Radio host Alex Jones, who helped propagate the fictitious "pizzagate" conspiracy theory that Washington, D.C., pizzeria Comet Ping Pong was a front for a child sex trafficking ring led by John Podesta, apologized to the restaurant owner, James Alefantis, last night on his show "Info Wars."
"In our commentary about what had become known as Pizzagate, I made comments about Mr. Alefantis that in hindsight I regret, and for which I apologize to him. We were participating in a discussion that was being written about by scores of media outlets, in one of the most hotly contested and disputed political environments our country has ever seen," Jones said in a statement he posted to his website.
Jones said that "InfoWars" relied on third party accounts of activities at Comet Ping Pong, and relied on accounts from reporters who are no longer with his website.
In February, Alefantis sent Jones a letter asking for a retraction of statements made on air about him and his business. Alefantis' team considered taking legal action, which likely moved Jones to make a formal withdrawal of his claims.
The fake news story spread by far right commentators like Jones came to a dramatic climax when Edgar M. Welch drove from North Carolina to the restaurant with weapons and fired shots inside the establishment.
On Friday -- the same day Jones released his statement -- Welch, of Salisbury, North Carolina, said during a hearing in U.S. District Court in Washington that he had agreed to plead guilty to interstate transportation of a firearm and assault with a dangerous weapon. As part of the guilty plea, prosecutors will drop a third charge, possessing a firearm during a crime of violence, which had carried a mandatory minimum prison term of five years.
He faces a sentencing hearing scheduled for June 22.
In a statement, Alefantis said he hoped those who had spread the falsehoods would be held accountable.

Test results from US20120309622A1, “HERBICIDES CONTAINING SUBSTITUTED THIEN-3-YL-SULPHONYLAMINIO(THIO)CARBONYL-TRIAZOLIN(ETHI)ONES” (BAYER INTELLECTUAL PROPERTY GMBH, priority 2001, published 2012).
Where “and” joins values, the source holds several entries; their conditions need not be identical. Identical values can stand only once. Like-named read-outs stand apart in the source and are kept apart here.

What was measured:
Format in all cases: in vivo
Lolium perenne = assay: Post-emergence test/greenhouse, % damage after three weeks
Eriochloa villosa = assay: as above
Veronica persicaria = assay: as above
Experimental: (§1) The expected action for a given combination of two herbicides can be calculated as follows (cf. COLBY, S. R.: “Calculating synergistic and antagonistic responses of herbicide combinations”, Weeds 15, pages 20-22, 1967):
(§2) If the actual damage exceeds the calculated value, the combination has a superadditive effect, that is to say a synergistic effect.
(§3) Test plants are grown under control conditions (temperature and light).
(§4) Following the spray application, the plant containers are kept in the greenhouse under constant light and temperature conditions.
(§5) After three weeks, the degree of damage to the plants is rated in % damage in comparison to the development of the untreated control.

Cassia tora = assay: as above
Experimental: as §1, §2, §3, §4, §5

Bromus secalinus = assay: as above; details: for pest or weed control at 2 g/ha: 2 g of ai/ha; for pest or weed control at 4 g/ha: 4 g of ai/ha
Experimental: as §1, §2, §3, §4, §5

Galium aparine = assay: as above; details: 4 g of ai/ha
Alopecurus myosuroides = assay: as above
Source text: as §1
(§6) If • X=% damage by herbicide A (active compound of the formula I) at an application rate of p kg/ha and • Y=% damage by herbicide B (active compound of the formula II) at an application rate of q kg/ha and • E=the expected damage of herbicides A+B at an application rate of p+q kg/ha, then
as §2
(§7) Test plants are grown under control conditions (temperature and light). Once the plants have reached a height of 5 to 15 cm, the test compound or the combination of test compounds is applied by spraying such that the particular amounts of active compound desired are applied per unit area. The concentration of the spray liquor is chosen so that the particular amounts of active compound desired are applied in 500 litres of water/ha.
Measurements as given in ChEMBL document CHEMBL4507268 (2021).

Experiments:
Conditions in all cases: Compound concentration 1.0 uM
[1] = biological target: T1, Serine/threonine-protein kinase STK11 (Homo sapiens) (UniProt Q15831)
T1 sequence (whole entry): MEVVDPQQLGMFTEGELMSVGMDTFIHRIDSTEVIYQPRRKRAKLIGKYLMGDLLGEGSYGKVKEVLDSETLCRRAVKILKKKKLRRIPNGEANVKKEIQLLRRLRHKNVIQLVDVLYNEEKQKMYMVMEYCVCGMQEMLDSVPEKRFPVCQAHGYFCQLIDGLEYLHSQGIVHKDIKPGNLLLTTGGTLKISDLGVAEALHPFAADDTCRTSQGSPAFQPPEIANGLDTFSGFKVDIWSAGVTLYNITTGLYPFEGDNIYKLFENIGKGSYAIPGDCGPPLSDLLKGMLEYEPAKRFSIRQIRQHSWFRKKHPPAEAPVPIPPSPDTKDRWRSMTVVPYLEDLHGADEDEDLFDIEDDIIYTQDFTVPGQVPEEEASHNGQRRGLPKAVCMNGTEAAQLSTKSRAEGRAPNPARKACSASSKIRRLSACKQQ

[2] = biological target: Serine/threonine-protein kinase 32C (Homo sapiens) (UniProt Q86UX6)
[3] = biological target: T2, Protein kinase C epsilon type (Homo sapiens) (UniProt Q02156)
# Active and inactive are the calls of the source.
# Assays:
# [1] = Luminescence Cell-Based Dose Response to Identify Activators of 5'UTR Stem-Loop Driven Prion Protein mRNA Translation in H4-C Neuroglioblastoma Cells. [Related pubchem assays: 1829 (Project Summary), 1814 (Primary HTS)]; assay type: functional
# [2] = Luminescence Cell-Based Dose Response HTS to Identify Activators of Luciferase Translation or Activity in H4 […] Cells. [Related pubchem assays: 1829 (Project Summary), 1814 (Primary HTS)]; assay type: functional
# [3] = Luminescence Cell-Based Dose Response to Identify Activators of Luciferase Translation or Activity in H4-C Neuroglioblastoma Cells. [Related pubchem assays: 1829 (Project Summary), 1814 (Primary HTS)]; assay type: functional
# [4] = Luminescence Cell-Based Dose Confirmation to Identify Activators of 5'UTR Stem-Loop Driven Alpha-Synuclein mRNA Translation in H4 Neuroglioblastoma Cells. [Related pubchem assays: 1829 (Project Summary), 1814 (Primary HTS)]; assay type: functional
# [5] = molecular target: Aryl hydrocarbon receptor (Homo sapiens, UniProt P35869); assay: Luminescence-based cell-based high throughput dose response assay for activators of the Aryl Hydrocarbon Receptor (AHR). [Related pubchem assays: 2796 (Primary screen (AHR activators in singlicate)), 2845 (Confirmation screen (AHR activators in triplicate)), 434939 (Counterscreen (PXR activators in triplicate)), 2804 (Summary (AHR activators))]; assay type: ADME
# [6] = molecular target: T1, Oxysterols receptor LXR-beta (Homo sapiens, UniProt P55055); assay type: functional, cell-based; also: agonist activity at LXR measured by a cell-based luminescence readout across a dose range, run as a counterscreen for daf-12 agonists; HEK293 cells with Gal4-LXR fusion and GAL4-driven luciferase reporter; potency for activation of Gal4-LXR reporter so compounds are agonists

"I am pleased that Mr. Jones has apologized and admitted that he and his employees repeatedly spread falsehoods about me and my restaurant," Alefantis said. "I wish that he would have made this admission and apology months ago. And his apology, while welcome, does nothing to address the harm he and his company have done to me, my business, and my community."
Meanwhile, people who believed the "pizzagate" theories that grew in conspiratorial corners of the Internet, gathered today in protest outside the White House.
On a small stage in Lafayette Park, surrounded by signs that read "We demand a criminal investigation now!" and "Fake news? Decide for yourself," organizers continued to make their baseless claims that the pizza restaurant was a front for a national pedophilia and sex trafficking ring. They also brought up conspiracy theories involving everything from the DC Metro to the television show "Shark Tank."
The "pizzagate" scandal spread by websites like "InfoWars" became a prime example of the potential dangers of spreading false information. The story was picked up in discussion panels on the Internet, and made it all the way to people involved with the Trump transition.
Michael Flynn Jr., the son of former White House adviser Gen. Michael Flynn, played a role in circulating the bogus story involving Hillary Clinton and Podesta to his thousands of followers online. He was dismissed from his role in the Trump administration transition for his tweets.
In February, following the ouster of the senior Flynn from the White House, Clinton noted the connection.
"Philippe's got his own way of saying things, but he has a point about the real consequences of fake news," she said, retweeting Philippe Reines, who had tweeted: "Dear Mike Flynn & Mike Flynn Jr., What goes around COMETS around. And given your pizza obsession... https://jobs.dominos.com/dominos-careers/ … xo."
Philippe's got his own way of saying things, but he has a point about the real consequences of fake news... https://t.co/a02sXiaHfp— Hillary Clinton (@HillaryClinton) February 14, 2017
The Associated Press contributed to this report.